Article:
Can You Ever Trust A Cheater?

Photographed by Jessica Nash.
We're exploring relationship myths perpetuated by rom-coms and fairytales in a brand new mini-series, with help from therapist and relationship coach Esther Perel. First up, she tackled flirting — why we do it, and what it means. Now, we examine the old adage: "Once a cheater, always a cheater."

Q: My partner cheated on me. Should I expect it to happen again?

A: True, there have been a few small studies that reportedly proved this theory correct: A 2014 study surveying 484 unmarried 18-35 year olds found that those who cheated in the past were 3.5 times more likely to cheat later.

But, experts generally agree that "once a cheater, always a cheater" is not a hard-and-fast rule. When it does apply, typically the reasons for cheating are centered on the individual rather than the relationship. If this is the first instance of infidelity, and it is the only breach of trust that has occurred in your relationship, it's not a foregone conclusion that the person will cheat again. “Some people are repeat offenders and philanderers," Perel says, "but the majority of people I work with have been quite faithful for years before they actually have an affair."

Granted, the people who would seek out relationship counseling are more likely to work towards a thriving, healthy marriage, and confront the issues that caused them to cheat instead of just ignoring them. Past research has found that people who score high on "agreeableness" and "conscientiousness" are less likely to cheat — and to that logical end, less likely to repeat the infidelity if they do.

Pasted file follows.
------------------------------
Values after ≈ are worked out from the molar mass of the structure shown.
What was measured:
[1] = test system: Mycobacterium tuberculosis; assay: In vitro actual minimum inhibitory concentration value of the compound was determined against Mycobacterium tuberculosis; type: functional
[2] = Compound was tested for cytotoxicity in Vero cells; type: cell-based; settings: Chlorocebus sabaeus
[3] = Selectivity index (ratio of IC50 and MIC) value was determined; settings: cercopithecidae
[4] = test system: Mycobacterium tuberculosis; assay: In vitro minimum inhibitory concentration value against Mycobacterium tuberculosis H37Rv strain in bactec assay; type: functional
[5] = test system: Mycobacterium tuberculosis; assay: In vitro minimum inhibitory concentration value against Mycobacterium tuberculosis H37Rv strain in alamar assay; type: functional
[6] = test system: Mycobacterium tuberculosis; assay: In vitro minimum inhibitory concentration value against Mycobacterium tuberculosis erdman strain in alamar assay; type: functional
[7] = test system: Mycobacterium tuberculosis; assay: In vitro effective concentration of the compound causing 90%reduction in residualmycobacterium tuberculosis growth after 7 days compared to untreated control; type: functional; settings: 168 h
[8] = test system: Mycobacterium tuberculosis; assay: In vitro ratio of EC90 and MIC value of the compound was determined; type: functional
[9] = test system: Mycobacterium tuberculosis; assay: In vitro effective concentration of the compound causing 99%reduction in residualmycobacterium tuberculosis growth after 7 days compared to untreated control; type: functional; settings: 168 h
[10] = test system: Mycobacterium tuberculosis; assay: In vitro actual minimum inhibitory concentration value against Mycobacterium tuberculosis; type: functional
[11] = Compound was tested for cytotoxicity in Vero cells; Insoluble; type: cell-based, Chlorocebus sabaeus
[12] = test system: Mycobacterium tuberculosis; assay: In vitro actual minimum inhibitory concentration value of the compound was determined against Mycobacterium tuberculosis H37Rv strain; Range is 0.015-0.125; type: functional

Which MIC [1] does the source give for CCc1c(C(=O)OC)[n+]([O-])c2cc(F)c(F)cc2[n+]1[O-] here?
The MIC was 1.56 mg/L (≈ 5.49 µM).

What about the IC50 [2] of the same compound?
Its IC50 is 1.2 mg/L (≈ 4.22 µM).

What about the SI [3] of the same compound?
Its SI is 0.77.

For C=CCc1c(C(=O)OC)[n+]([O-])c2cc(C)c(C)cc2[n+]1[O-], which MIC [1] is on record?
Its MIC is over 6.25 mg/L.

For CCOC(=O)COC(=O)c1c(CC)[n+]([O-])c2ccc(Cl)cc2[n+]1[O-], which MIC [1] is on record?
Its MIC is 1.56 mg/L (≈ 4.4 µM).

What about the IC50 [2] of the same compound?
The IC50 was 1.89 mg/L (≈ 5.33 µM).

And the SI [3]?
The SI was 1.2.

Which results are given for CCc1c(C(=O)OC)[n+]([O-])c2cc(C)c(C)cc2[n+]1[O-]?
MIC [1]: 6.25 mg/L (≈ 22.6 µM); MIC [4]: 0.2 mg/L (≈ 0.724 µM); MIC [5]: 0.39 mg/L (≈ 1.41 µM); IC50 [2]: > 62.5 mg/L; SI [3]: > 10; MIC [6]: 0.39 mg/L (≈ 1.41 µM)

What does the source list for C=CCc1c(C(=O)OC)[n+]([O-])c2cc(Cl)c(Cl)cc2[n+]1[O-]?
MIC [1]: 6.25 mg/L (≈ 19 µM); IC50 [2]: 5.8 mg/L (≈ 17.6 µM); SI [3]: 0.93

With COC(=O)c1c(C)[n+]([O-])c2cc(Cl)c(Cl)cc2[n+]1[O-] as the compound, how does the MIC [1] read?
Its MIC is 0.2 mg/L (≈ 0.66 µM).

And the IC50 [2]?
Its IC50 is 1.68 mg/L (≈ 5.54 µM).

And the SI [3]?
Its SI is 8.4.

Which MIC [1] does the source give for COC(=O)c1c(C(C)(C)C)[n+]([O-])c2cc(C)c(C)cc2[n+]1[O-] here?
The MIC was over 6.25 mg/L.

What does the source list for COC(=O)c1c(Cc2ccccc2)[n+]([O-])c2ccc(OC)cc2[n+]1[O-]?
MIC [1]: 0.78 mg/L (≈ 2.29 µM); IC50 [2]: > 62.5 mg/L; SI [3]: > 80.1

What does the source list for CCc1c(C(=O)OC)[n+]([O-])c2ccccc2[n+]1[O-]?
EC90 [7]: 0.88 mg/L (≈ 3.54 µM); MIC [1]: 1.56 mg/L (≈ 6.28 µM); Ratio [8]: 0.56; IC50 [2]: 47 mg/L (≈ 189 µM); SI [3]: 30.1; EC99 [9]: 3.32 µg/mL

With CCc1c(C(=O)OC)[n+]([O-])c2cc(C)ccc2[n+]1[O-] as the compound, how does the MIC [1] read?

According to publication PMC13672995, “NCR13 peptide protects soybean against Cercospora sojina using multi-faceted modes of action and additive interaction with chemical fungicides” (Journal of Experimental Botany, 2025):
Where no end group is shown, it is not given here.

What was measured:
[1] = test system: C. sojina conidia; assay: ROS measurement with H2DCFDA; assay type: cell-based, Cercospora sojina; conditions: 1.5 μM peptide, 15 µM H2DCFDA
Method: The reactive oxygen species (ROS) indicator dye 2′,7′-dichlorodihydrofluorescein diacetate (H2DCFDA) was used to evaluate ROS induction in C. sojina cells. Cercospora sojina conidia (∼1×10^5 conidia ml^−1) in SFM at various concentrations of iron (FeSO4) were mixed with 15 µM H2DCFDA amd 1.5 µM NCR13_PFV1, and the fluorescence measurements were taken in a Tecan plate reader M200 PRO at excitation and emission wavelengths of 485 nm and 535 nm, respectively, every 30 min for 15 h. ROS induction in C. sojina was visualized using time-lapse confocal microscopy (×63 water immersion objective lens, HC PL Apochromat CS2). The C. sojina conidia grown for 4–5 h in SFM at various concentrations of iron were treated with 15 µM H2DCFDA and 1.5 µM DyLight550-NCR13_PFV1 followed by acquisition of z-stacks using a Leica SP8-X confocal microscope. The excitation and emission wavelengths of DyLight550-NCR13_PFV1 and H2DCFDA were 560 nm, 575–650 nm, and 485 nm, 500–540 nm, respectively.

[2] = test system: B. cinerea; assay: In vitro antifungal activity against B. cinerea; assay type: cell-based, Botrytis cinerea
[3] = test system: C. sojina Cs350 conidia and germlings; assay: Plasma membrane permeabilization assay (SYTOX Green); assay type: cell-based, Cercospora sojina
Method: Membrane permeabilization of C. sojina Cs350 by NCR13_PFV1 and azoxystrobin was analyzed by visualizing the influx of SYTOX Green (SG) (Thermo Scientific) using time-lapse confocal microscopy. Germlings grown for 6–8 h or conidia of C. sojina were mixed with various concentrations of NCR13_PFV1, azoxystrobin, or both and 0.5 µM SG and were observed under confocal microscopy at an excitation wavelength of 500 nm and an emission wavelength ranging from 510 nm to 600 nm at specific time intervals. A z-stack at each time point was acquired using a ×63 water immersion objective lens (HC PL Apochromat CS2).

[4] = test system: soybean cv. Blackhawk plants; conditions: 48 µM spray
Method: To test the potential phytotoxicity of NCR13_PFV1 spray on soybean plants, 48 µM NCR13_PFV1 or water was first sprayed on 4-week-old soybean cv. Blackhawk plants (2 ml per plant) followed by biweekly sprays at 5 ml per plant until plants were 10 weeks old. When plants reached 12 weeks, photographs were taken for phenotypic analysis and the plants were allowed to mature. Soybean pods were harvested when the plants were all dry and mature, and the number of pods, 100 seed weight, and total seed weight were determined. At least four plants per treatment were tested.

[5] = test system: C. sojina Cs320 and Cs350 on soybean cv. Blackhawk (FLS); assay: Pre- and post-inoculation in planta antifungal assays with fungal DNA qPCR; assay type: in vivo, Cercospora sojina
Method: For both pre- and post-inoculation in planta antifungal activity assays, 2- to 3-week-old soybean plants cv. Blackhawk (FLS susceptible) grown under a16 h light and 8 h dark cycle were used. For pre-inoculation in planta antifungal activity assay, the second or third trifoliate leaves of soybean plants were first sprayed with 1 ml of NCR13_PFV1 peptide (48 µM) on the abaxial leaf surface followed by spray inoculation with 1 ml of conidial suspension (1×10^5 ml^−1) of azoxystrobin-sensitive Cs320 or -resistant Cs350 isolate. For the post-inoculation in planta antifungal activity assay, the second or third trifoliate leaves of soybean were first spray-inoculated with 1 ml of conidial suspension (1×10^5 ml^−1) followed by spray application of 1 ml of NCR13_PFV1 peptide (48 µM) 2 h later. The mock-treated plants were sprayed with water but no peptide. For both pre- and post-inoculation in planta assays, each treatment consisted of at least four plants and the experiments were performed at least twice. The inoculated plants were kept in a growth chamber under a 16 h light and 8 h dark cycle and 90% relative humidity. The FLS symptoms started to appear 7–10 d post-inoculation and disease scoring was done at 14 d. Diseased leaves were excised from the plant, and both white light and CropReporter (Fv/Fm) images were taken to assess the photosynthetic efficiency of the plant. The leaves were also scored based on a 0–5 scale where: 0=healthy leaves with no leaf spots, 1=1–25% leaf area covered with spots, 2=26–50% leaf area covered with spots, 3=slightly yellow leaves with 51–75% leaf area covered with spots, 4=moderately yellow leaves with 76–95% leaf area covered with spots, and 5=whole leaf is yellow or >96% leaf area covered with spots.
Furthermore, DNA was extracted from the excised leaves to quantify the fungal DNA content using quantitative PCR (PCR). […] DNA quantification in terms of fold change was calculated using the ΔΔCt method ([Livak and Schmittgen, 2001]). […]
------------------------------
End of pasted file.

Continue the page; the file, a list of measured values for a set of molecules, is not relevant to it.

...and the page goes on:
The traits that are linked to infidelity include narcissism and a love for risk-taking — and people who have them, Perel says, are usually grappling with more than staying monogamous. “If people are repeat offenders, it generally means that they’ve been lying about other things, too,” Perel says. “In these cases you’re not talking about being unfaithful, you’re talking about narcissism.” In the same way that flirting can be a byproduct of insecurity, cheating is oftentimes rooted in the main problem of narcissism.

The thing is, Perel says, “affairs are about a breach of trust, not about monogamy,” and it’s the breach of trust that causes issues. Frequently, it’s not just cheating that is causing strife within a relationship — rather, the cheating is one of a host of issues. “There are a lot of promises that people break in a relationship, but people don’t apply that same sentence to any other form of lying in a marriage,” Perel points out. “Nobody ever says that once someone hasn’t done something, they will never do it.” So, “Once a cheater, always a cheater?” “This is a statement of fear, not of fact,” Perel says.

Have a question about relationships for Esther Perel? Leave it in the comments below, and we'll choose one to answer on July 12.
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